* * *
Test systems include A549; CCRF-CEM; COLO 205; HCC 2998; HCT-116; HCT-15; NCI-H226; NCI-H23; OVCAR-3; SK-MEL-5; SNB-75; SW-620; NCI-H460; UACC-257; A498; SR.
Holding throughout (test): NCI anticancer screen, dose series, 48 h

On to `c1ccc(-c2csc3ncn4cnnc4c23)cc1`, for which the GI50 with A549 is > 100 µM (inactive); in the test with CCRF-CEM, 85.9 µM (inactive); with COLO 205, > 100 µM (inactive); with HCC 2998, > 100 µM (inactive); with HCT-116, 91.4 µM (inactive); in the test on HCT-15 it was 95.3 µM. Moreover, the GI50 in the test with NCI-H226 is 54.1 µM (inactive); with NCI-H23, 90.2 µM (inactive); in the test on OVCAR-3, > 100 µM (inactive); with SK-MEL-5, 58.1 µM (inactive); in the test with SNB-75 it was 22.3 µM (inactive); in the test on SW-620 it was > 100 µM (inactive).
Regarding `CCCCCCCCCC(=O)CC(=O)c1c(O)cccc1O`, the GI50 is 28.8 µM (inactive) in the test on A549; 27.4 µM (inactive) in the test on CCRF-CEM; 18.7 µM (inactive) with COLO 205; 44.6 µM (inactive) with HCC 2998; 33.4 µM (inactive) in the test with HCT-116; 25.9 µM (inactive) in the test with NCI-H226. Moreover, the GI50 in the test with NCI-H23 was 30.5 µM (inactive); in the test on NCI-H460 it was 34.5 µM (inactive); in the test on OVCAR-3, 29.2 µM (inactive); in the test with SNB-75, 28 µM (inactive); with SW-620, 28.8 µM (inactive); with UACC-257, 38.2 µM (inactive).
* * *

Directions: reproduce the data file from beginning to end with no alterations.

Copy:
Test systems include A549; CCRF-CEM; COLO 205; HCC 2998; HCT-116; HCT-15; NCI-H226; NCI-H23; OVCAR-3; SK-MEL-5; SNB-75; SW-620; NCI-H460; UACC-257; A498; SR.
Holding throughout (test): NCI anticancer screen, dose series, 48 h

On to `c1ccc(-c2csc3ncn4cnnc4c23)cc1`, for which the GI50 with A549 is > 100 µM (inactive); in the test with CCRF-CEM, 85.9 µM (inactive); with COLO 205, > 100 µM (inactive); with HCC 2998, > 100 µM (inactive); with HCT-116, 91.4 µM (inactive); in the test on HCT-15 it was 95.3 µM. Moreover, the GI50 in the test with NCI-H226 is 54.1 µM (inactive); with NCI-H23, 90.2 µM (inactive); in the test on OVCAR-3, > 100 µM (inactive); with SK-MEL-5, 58.1 µM (inactive); in the test with SNB-75 it was 22.3 µM (inactive); in the test on SW-620 it was > 100 µM (inactive).
Regarding `CCCCCCCCCC(=O)CC(=O)c1c(O)cccc1O`, the GI50 is 28.8 µM (inactive) in the test on A549; 27.4 µM (inactive) in the test on CCRF-CEM; 18.7 µM (inactive) with COLO 205; 44.6 µM (inactive) with HCC 2998; 33.4 µM (inactive) in the test with HCT-116; 25.9 µM (inactive) in the test with NCI-H226. Moreover, the GI50 in the test with NCI-H23 was 30.5 µM (inactive); in the test on NCI-H460 it was 34.5 µM (inactive); in the test on OVCAR-3, 29.2 µM (inactive); in the test with SNB-75, 28 µM (inactive); with SW-620, 28.8 µM (inactive); with UACC-257, 38.2 µM (inactive).